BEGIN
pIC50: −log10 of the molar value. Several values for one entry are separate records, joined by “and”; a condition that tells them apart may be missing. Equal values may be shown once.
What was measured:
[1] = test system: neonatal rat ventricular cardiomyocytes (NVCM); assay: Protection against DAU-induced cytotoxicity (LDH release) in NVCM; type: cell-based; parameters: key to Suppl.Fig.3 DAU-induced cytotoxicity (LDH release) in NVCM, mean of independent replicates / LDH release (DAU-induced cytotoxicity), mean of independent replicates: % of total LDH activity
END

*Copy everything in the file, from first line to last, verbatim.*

pIC50: −log10 of the molar value. Several values for one entry are separate records, joined by “and”; a condition that tells them apart may be missing. Equal values may be shown once.
What was measured:
[1] = test system: neonatal rat ventricular cardiomyocytes (NVCM); assay: Protection against DAU-induced cytotoxicity (LDH release) in NVCM; type: cell-based; parameters: key to Suppl.Fig.3 DAU-induced cytotoxicity (LDH release) in NVCM, mean of independent replicates / LDH release (DAU-induced cytotoxicity), mean of independent replicates: % of total LDH activity